They go about cleaning out the dumpsters out back, poking fun at each other about how cold it is in Chicago and how strong Emma is for someone so tiny. They’re bonding. They are — finally! finally! — finding their way to each other as a family. It’s everything Eddy ever wanted. Which makes what comes next all the more wretched.
Nelson, asshole villain Nelson who we haven’t seen since the second episode (when Emma poured hot coffee on his crotch), takes this moment to break our beautiful Hernandez family bubble. He sleazes his slimy way up the back alley and immediately Eddy’s guard goes up.
Eddy goes inside, and Nelson starts spewing the same racist self-hate shit logic that he always spews, trying to convince Emma to sell the building to him at a better deal than anyone else has offered her. Emma tells him to — and I quote, “get THE FUCK off my property” — but the damage has already been done. Eddy’s not stupid, she knows why Nelson is sniffing around. Emma’s selling the building. The thing is, Emma maybe isn’t selling the building, she honestly hasn’t decided yet, but the optics look terrible and Eddy has put together all the puzzle pieces in the wrong way.
Surrounded by her awesome crew of lesbians (I wish I had more time to write about them!), Eddy confronts Emma and whatever fragile truce they had found together gets blown to bits. Ser Anzoategui and Mishel Prada dance their pain around each other masterfully. Feeling cornered, Emma lashes out, inferring that Eddy was the reason that Vida’s bar failed in the first place. That’s not true, the bar started to fail because of the neighborhood’s homophobia — Emma’s neighbor told us as much in the second episode. To take that homophobia and then blame it on Eddy, it’s the cruelest of low blows. It’s nasty. And I hate to say this, it’s a trick that Emma learned from her mother.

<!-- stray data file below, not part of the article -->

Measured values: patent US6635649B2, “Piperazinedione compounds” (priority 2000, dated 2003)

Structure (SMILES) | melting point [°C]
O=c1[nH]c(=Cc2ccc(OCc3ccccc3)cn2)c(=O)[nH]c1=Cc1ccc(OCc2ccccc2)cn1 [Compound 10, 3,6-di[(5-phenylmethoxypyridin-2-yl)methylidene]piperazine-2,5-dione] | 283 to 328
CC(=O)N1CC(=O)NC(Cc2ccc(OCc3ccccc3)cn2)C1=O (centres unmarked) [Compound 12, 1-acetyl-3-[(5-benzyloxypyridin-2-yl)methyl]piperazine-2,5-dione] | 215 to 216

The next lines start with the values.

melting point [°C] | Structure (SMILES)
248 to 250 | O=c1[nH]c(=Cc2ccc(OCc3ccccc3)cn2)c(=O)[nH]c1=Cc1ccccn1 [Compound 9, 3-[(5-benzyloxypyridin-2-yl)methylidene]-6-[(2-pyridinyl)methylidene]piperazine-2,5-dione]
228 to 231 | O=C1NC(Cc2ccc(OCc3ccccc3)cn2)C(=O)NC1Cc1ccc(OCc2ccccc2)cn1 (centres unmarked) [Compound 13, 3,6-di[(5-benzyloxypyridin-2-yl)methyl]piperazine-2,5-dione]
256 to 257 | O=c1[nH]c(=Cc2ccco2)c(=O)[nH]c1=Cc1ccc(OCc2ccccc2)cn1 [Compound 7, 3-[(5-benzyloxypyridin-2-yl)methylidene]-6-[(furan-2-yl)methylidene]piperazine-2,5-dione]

Driven out by the fight, Eddy and her crew find themselves at another bar that I swear to God I wish they’d never walked in to. They’re drinking beers and making jokes, trying to ignore the uncomfortable stares around them. They’ve been marked by their queerness from the moment they stepped through the door. This is unsafe. I know that we sometimes use the terms “safe space” in an emotional sense, which is important in its own right, but right now I am talking about safety in the primal, physical definition. They are not safe.
Eddy’s femme friend goes to play music from the jukebox when a drunk asshole hits on her. She tells him to back off, and he won’t. He assaults her, grabbing her ass without permission. Eddy steps in to defend her. He spits out that Eddy’s a marimacha, a dyke. Then he provokes her into a shoving match before the rest of the bar steps in, seemingly squashing the conflict.
That is until Eddy is left alone in the bathroom later that night. She’s washing her hands and doesn’t see him enter the stall with a beer bottle until it’s too late.